New Release: The Diaries of Adam and Eve, A Novel by Evald Flisar

Translated from the Slovene by David Limon

The Diaries of Adam and Eve, A Novel by Evald Flisar 978-81-957816-1-4 pp 216 Paperback 2022 Rs. 495 Indian

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Slovenia’s bestselling novelist, Evald Flisar’s the Dairies of Adam and Eve is one of the most unusual complex novels.  Considered one of the most unusual “love stories,” the book weaves the story of Adam and Eve are a young couple who desperately want a child, but cannot have one, because one of them is infertile. Unable to communicate openly, they secretly read each other’s diaries, and in their need to have a child finally invent one. The problem is that each invents a different one and that by clinging to their images, living in a world that is reality and fiction at the same time, their lives take a turn for disaster. The novel requires dedicated reading, but is endowed with many layers of meaning, open to many interpretations, rich with unexpected twists and turns, forcing us to doubt the certainty of what we perceive as reality.

Flisar’s novel can be seen as an artistic testimony that mental problems are in a way worse than physical illness, since their consequence is that a person cannot be included in a community and in tune with it, and with this everything that gives meaning to our life remains absent.”

Majda Travnik Vode in the Afterword

Born in 1945 in Slovenia, then still part of Yugoslavia, Evald Flisar is an iconic figure in contemporary Slovenian literature. Novelist, playwright, essayist, editor, globe-trotter (travelled in 98 countries), underground train driver in Sydney, Australia, editor of (among other publications) an encyclopedia of science and invention in London, author of short stories and radio plays for the BBC, president of the Slovene Writers’ Association (1995 – 2002), since 1998 editor of the oldest Slovenian literary journal Sodobnost (Contemporary Review), he is also the author of 16 novels (eleven of them short-listed for kresnik, the Slovenian “Booker”), two collections of short stories, three travelogues, two books for children and 15 stage plays (eight nominated for Best Play of the Year Award, three times won the award).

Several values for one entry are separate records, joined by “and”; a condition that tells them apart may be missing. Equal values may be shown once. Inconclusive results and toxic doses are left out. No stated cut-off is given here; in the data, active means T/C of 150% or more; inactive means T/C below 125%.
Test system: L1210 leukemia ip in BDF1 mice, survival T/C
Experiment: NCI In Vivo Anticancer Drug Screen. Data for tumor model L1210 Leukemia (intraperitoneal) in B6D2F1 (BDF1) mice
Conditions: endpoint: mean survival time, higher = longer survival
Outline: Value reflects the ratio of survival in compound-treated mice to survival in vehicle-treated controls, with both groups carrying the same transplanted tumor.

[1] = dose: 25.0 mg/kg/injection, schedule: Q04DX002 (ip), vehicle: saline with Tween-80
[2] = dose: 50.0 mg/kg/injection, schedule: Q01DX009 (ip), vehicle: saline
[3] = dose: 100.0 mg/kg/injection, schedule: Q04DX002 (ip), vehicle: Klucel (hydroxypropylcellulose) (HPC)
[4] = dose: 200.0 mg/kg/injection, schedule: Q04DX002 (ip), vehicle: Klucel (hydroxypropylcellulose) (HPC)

Winner of Prešeren Foundation Prize, the highest state award for prose and drama, and the prestigious Župančič Award for lifetime achievement. His work has been translated into 40 languages. His stage plays are regularly performed all over the world, most recently in Austria, Egypt, India, Indonesia, Japan, Taiwan, Serbia, Bosnia, Belarus, USA and Mexico. Attended more than 50 literary readings and festivals on all continents. Lived abroad for 20 years (three years in Australia, 17 years in London). Since 1990 he lives in Ljubljana, Slovenia.

His legendary novel, The Sorcerer’s Apprentice, set in Ladakh and Zanskar, is the most widely read Slovenian work of fiction since World War II; still a “must-read” 36 years after its first publication, it will soon appear in its 12th edition. His novel My Father’s Dreams, published in 2005, has earned him a place at the European Literature Night, an annual event at the British Library that features 6 of the best contemporary European writers. Another of his novels, On the Gold Coast, was nominated for the Dublin International Literary Award and was listed by The Irish Times as one of 13 best novels about Africa written by Europeans, alongside Joseph Conrad, Graham Greene, Isak Dinesen, JG Ballard, Bruce Chatwin and other great literary names.

In June/July 2015 he completed a three-week literary tour of USA, reading at the Congress Library in Washington and SUA convention in Chicago, attending the performance of his play Antigone Now at the Atlas Performing Arts Center in Washington, speaking at the Slovene Permanent Mission at the United Nations.

His international success is truly astonishing: speakers of languages into which his works have so far been translated represent half of the world’s population.

NEW RELEASE : Shramatan : A Nepalese Migrant Worker’s Memoir by BN Joshi

Translated from the Nepali by Arun Budhathok

Shramatan: A Nepalese Migrant Worker’s Memoir by BN JOSHI Translated from the Nepali by Arun Budhathok ISBN 978-81-957816-5-2 Paperback 2023 Rs. 495 Indian Art by Sarita Dongol Amazon USA: Amazon India : Amazon UK: Amazon Canada: